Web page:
Wall Street Journal – It’s Hard to Say the Republicans Played in Midfield

Kudos to Fred Barnes for his remarks about the Central America-Dominican Republic-U.S. Free Trade Agreement in “We Could Be In for a Lurch to the Left,” (op-ed, Nov. 4), which rightfully takes umbrage with those who do not support this important trade agreement.

By its very nature Cafta is designed to eliminate tariffs and trade barriers and expand regional opportunities for the workers, manufacturers, consumers, farmers, ranchers and service providers of all the countries. In fact, Cafta eliminates tariffs on more than 80% of U.S. exports of consumer and industrial products. Eighty percent of Cafta imports already enter the U.S. duty-free. It’s shortsighted for labor or anyone in Congress not to recognize the benefits of Cafta to the U.S. economy.

Neal Asbury
CEO, Greenfield World Trade
2008 SBA Exporter of the Year
Ft. Lauderdale, Fla.

Mr. Barnes is particularly disheartened by the prospect of labor’s new power in Washington. He is, of course, correct to be concerned. If we don’t watch out, big labor will soon be calling for the bailout of whole industries to protect jobs and employment benefits. Oops, sorry! Management of some of our largest industries has already called for such bailouts. Industry has stolen the march on the lurch to the left before the “liberals” could even get started.

Julie Jetton
Princeton, N.J.

I completely agree with Fred Barnes who writes: “A sharp lurch to the left and enactment of a liberal agenda, or major parts of it, are all but inevitable.” When that happens, all Americans will be better off.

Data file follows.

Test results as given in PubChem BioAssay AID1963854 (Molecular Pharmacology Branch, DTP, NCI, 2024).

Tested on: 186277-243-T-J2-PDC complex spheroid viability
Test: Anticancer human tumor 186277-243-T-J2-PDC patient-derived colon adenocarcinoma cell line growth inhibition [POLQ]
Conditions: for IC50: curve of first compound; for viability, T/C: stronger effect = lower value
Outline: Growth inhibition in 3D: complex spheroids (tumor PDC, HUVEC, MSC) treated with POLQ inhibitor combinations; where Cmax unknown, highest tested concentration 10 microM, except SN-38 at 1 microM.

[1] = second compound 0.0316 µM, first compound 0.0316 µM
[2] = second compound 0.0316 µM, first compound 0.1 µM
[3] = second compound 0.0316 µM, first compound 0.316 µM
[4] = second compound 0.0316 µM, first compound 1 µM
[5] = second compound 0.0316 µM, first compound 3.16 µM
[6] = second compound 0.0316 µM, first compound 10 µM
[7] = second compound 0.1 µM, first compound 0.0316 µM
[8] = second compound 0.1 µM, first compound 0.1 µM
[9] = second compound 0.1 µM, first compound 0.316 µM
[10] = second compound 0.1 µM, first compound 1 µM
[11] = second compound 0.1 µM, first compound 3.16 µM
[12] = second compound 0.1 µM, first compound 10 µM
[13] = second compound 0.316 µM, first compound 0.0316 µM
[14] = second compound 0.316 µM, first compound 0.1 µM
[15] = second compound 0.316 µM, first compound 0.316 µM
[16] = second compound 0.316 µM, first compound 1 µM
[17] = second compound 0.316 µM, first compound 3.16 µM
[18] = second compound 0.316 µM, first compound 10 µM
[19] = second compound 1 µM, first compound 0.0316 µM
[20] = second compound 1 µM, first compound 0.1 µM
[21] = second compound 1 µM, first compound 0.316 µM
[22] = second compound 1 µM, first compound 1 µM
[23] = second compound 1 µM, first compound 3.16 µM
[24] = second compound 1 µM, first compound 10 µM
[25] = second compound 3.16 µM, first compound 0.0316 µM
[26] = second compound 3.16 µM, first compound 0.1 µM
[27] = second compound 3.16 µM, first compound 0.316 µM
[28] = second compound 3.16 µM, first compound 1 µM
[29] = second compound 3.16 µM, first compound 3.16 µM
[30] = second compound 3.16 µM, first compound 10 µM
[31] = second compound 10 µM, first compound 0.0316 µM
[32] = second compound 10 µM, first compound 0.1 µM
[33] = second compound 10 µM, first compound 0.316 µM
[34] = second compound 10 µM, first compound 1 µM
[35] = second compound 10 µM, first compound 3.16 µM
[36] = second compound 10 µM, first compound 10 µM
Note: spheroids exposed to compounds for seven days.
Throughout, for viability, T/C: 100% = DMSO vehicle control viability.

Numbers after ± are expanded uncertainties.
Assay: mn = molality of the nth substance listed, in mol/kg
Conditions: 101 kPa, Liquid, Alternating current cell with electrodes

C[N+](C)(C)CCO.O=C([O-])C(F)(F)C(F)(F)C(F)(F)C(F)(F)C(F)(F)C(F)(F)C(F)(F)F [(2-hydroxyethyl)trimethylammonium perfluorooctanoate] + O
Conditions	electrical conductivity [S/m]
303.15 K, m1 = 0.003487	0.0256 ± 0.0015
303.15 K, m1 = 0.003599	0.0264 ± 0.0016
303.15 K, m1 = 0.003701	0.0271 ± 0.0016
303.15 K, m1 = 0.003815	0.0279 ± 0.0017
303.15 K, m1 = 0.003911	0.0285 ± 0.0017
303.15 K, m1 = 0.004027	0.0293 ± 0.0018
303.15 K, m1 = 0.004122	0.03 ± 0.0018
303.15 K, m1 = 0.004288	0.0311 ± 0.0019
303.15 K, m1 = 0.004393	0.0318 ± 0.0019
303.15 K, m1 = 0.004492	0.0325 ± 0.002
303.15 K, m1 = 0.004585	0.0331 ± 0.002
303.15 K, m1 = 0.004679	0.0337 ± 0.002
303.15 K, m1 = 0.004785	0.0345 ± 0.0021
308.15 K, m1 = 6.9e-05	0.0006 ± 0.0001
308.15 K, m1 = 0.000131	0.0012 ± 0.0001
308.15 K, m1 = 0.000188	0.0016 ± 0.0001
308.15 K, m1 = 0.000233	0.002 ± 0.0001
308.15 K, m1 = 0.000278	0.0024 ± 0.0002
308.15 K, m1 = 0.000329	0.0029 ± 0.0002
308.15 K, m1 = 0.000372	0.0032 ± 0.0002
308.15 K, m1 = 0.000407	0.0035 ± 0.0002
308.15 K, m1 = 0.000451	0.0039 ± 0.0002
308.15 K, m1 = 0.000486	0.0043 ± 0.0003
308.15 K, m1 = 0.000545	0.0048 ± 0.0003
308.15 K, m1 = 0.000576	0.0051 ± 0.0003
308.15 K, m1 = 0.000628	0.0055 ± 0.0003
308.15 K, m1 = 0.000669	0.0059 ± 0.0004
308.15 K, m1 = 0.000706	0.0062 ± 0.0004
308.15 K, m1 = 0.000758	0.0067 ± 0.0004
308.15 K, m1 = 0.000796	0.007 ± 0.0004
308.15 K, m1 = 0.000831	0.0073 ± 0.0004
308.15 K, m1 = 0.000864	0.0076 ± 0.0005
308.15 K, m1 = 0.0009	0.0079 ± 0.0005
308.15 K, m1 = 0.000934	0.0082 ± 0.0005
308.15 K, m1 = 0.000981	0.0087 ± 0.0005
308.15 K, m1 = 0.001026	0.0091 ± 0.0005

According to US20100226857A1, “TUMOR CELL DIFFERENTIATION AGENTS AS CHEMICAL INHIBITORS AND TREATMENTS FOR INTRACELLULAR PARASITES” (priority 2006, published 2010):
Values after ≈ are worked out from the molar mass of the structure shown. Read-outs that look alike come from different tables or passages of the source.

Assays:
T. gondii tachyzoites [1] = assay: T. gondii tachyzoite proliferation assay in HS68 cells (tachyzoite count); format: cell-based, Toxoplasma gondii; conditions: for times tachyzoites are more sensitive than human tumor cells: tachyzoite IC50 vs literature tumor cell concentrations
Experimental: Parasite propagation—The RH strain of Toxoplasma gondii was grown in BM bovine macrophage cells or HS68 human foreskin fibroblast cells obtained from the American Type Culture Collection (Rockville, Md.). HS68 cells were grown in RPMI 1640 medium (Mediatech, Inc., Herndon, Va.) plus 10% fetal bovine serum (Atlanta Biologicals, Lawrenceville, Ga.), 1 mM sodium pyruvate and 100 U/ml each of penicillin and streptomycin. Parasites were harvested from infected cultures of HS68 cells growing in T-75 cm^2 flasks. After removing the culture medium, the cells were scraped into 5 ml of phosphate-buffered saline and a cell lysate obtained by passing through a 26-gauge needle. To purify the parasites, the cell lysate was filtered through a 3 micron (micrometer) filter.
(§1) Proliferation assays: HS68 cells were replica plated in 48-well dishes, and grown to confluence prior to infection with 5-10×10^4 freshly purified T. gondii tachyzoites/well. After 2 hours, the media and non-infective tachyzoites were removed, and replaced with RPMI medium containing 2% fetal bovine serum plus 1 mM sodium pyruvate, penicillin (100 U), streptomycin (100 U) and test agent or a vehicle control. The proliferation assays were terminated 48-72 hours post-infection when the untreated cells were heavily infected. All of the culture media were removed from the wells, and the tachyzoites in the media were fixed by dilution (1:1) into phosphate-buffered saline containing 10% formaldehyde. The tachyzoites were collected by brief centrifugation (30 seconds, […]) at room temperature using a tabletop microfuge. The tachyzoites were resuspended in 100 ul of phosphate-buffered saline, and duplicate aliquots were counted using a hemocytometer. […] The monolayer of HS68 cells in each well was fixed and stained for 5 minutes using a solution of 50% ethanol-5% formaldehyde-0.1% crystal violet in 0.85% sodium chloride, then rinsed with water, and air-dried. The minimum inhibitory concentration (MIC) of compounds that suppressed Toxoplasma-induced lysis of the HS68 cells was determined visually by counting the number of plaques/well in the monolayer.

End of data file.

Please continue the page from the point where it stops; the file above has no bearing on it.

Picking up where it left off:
The Supreme Court will gain respectability with newer, younger members. Unions will again rebuild the middle class. The U.S. military will carefully and thoughtfully leave the Middle East. Thank goodness for that because that will provide more money for domestic issues. Liberal ideas will sweeten the sour conservative economy. Education at all levels can look at a brighter future.

Robert Wesolowski
The Villages, Fla.

Mr. Barnes’s thesis is that “for decades” American politics has been played “between the 40 yard lines,” but now, after the election, it will be played at the Democratic Party’s end of the field.

For most of the past decade, the Republican Party controlled all three branches of the federal government. It has not been what I would call politics at the 50 yard line.

Even after a Democratic Party landslide the Republicans still will dominate the federal bench, and will control at least half of the Supreme Court for another generation. Moreover, conservative ideology has dominated political discourse since 1980. We will need a long period of Democratic rule to fully drain the poison from the body politic.

Richard Joffe
New York

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